Posts Tagged ‘Black Hills South Dakota’

My family roots are tied to the Black Hills region of South Dakota and Wyoming.  I still have quite a bit of family in the area, and a couple weeks ago I decided to take my first trip as an adult (and I use the term “adult” loosely) and see what there was to see.  I’ve been there several times, but mostly as a bored kid, strapped in the backseat of whatever Chevy sedan or wagon the parents owned at the time. Back then, the trips to South Dakota to visit the family seemed like long, endless, journeys to a far away land filled with dust and hot wind.  I didn’t have much interest in those childhood trips. This time around, I left Colorado with an open mind and a tank full of gas, and set off for the dusty roads of the Black Hills to see what there was to see…

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Ardmore was one of the stops I made.  Just north of the Nebraska state line in Fall River county, Ardmore was the quintessential “town where time stood still.”  Most of the “ghost towns”  today have at least some small resident population- Hermits and recluses hiding from the rest of the world, or the elderly still clinging on to what once was.  Ardmore had neither.  This was perhaps the most ghostly of ghost towns I’ve visited recently.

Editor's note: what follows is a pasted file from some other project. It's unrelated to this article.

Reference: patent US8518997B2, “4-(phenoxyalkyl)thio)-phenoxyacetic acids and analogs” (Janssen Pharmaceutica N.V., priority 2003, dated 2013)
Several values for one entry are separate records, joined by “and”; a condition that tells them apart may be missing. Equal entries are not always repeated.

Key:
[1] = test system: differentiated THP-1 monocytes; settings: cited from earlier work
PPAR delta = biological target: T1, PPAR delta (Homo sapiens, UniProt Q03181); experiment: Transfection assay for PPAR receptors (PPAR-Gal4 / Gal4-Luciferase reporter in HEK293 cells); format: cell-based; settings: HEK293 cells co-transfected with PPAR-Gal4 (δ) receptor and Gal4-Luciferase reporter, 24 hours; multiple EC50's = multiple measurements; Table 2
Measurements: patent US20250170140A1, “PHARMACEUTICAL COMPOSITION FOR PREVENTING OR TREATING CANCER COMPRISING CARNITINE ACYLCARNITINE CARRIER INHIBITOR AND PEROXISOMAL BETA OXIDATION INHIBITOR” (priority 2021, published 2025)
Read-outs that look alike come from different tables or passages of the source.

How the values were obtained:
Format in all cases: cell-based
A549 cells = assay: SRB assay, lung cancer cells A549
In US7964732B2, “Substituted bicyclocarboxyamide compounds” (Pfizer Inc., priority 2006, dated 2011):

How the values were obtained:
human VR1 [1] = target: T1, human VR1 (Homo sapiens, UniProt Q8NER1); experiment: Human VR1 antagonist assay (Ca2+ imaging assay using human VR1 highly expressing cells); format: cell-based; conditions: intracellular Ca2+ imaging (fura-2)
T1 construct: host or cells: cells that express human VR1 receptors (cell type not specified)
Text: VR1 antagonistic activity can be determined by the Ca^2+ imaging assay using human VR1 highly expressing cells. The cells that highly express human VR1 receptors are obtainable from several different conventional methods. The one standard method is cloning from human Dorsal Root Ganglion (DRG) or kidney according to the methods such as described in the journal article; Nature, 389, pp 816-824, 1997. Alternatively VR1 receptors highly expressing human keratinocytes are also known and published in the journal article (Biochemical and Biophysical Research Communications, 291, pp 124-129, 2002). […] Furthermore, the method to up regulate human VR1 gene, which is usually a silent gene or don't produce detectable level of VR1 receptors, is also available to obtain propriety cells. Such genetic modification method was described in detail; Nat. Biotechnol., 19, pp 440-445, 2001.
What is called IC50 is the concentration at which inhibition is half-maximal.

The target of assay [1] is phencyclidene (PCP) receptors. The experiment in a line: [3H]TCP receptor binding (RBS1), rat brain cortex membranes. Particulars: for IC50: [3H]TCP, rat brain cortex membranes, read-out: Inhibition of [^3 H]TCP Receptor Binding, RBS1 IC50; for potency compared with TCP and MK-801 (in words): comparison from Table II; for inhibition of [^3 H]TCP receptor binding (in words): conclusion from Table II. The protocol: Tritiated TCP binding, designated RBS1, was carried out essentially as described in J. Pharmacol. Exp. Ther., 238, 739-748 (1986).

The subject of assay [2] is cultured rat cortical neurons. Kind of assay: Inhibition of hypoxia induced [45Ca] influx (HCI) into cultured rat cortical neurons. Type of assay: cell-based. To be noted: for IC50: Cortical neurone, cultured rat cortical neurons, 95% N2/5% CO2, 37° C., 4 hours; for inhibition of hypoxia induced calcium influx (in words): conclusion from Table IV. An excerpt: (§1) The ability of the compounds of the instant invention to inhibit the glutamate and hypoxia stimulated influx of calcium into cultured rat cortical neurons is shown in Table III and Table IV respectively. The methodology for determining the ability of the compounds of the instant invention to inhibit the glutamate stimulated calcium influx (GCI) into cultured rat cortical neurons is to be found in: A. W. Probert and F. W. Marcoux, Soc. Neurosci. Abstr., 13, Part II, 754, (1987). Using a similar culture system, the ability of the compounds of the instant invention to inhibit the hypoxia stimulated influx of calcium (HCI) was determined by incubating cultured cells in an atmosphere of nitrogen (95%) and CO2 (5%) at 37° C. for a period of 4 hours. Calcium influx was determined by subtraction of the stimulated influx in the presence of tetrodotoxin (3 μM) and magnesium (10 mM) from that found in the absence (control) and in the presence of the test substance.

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Ardmore was clearly a decent sized town at one time, and had a small main street and several side streets that housed businesses and residences. The railroad still passes through, but it doesn’t look like they stop.  As far as I could tell, no one lives in Ardmore. From the appearance of the town and the cars in the yards, it looks like time simply stopped in Ardmore in the early-1970s.

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The hot South Dakota wind I remembered from my childhood visits whipped through the tall oak trees that lined the streets. Antelope stared at me curiously from the surrounding fields. A few black birds crowed at me from high above as they roosted on dilapidated buildings or towering oaks. I stopped in the middle of “Main Street” which, evidently at some point in time, was two-lane  blacktop, but today was a series of asphalt chunks with tall, bright green prairie grasses growing through the cracks.

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Ardmore, distant, vacant, and remote is a ghost town worth the trip for anyone visiting this sleepy corner of South Dakota. You can stand in the streets of this abandoned town and imagine how it must have been in the 1940s and 1950s. Just be careful, the rattlesnakes in this part of the country are plentiful and big, and Ardmore is one gigantic hiding place for these venomous critters! Watch your step and don’t go reaching for anything!

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